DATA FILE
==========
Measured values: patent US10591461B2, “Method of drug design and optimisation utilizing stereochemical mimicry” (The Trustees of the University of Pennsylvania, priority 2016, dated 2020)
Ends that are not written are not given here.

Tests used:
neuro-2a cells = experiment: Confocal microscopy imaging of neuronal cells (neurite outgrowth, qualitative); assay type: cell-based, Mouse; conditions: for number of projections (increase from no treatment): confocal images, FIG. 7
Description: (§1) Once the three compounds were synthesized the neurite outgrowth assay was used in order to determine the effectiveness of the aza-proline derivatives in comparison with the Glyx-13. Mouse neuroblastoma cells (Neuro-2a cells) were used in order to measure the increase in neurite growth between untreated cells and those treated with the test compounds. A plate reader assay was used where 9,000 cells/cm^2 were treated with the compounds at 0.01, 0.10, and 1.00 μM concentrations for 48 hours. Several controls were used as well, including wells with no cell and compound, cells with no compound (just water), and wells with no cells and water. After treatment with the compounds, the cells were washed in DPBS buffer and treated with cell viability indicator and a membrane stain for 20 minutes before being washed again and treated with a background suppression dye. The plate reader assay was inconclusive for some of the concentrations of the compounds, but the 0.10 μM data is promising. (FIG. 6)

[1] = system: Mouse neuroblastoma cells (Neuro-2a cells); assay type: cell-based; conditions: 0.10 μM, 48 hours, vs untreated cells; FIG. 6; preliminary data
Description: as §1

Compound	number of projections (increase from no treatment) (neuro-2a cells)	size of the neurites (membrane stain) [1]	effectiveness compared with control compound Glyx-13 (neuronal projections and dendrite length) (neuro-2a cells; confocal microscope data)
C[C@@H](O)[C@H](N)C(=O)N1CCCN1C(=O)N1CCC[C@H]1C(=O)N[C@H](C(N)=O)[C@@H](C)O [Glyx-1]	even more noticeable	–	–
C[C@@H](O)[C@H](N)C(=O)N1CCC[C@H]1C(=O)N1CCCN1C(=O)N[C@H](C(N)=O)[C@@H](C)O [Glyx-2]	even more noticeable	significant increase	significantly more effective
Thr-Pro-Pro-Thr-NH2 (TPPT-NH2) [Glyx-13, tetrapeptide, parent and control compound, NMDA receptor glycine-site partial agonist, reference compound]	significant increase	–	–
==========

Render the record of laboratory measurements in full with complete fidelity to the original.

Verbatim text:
Measured values: patent US10591461B2, “Method of drug design and optimisation utilizing stereochemical mimicry” (The Trustees of the University of Pennsylvania, priority 2016, dated 2020)
Ends that are not written are not given here.

Tests used:
neuro-2a cells = experiment: Confocal microscopy imaging of neuronal cells (neurite outgrowth, qualitative); assay type: cell-based, Mouse; conditions: for number of projections (increase from no treatment): confocal images, FIG. 7
Description: (§1) Once the three compounds were synthesized the neurite outgrowth assay was used in order to determine the effectiveness of the aza-proline derivatives in comparison with the Glyx-13. Mouse neuroblastoma cells (Neuro-2a cells) were used in order to measure the increase in neurite growth between untreated cells and those treated with the test compounds. A plate reader assay was used where 9,000 cells/cm^2 were treated with the compounds at 0.01, 0.10, and 1.00 μM concentrations for 48 hours. Several controls were used as well, including wells with no cell and compound, cells with no compound (just water), and wells with no cells and water. After treatment with the compounds, the cells were washed in DPBS buffer and treated with cell viability indicator and a membrane stain for 20 minutes before being washed again and treated with a background suppression dye. The plate reader assay was inconclusive for some of the concentrations of the compounds, but the 0.10 μM data is promising. (FIG. 6)

[1] = system: Mouse neuroblastoma cells (Neuro-2a cells); assay type: cell-based; conditions: 0.10 μM, 48 hours, vs untreated cells; FIG. 6; preliminary data
Description: as §1

Compound	number of projections (increase from no treatment) (neuro-2a cells)	size of the neurites (membrane stain) [1]	effectiveness compared with control compound Glyx-13 (neuronal projections and dendrite length) (neuro-2a cells; confocal microscope data)
C[C@@H](O)[C@H](N)C(=O)N1CCCN1C(=O)N1CCC[C@H]1C(=O)N[C@H](C(N)=O)[C@@H](C)O [Glyx-1]	even more noticeable	–	–
C[C@@H](O)[C@H](N)C(=O)N1CCC[C@H]1C(=O)N1CCCN1C(=O)N[C@H](C(N)=O)[C@@H](C)O [Glyx-2]	even more noticeable	significant increase	significantly more effective
Thr-Pro-Pro-Thr-NH2 (TPPT-NH2) [Glyx-13, tetrapeptide, parent and control compound, NMDA receptor glycine-site partial agonist, reference compound]	significant increase	–	–